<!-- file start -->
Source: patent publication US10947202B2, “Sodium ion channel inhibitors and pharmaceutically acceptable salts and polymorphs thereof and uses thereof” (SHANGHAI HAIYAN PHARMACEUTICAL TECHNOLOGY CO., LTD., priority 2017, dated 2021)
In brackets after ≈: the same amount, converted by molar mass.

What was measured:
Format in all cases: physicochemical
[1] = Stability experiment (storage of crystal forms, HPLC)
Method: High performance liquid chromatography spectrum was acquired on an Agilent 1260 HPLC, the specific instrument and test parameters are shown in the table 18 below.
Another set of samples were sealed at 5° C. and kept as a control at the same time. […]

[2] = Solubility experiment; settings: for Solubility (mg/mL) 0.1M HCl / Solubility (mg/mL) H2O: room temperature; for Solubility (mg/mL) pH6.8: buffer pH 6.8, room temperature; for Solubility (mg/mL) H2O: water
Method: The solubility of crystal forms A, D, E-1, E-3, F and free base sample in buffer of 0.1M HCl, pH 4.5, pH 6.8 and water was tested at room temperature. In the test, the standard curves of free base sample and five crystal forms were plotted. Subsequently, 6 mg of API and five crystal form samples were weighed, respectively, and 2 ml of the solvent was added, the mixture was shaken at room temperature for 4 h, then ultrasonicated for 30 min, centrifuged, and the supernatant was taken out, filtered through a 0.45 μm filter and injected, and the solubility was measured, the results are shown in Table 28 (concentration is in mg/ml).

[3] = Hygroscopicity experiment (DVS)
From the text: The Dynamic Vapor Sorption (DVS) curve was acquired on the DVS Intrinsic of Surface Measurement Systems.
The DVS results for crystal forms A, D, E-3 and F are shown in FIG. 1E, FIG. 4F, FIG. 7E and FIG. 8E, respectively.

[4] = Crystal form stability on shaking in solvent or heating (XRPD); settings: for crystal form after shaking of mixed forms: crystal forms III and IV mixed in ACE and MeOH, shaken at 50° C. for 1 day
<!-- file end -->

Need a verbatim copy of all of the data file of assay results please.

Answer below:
Source: patent publication US10947202B2, “Sodium ion channel inhibitors and pharmaceutically acceptable salts and polymorphs thereof and uses thereof” (SHANGHAI HAIYAN PHARMACEUTICAL TECHNOLOGY CO., LTD., priority 2017, dated 2021)
In brackets after ≈: the same amount, converted by molar mass.

What was measured:
Format in all cases: physicochemical
[1] = Stability experiment (storage of crystal forms, HPLC)
Method: High performance liquid chromatography spectrum was acquired on an Agilent 1260 HPLC, the specific instrument and test parameters are shown in the table 18 below.
Another set of samples were sealed at 5° C. and kept as a control at the same time. […]

[2] = Solubility experiment; settings: for Solubility (mg/mL) 0.1M HCl / Solubility (mg/mL) H2O: room temperature; for Solubility (mg/mL) pH6.8: buffer pH 6.8, room temperature; for Solubility (mg/mL) H2O: water
Method: The solubility of crystal forms A, D, E-1, E-3, F and free base sample in buffer of 0.1M HCl, pH 4.5, pH 6.8 and water was tested at room temperature. In the test, the standard curves of free base sample and five crystal forms were plotted. Subsequently, 6 mg of API and five crystal form samples were weighed, respectively, and 2 ml of the solvent was added, the mixture was shaken at room temperature for 4 h, then ultrasonicated for 30 min, centrifuged, and the supernatant was taken out, filtered through a 0.45 μm filter and injected, and the solubility was measured, the results are shown in Table 28 (concentration is in mg/ml).

[3] = Hygroscopicity experiment (DVS)
From the text: The Dynamic Vapor Sorption (DVS) curve was acquired on the DVS Intrinsic of Surface Measurement Systems.
The DVS results for crystal forms A, D, E-3 and F are shown in FIG. 1E, FIG. 4F, FIG. 7E and FIG. 8E, respectively.

[4] = Crystal form stability on shaking in solvent or heating (XRPD); settings: for crystal form after shaking of mixed forms: crystal forms III and IV mixed in ACE and MeOH, shaken at 50° C. for 1 day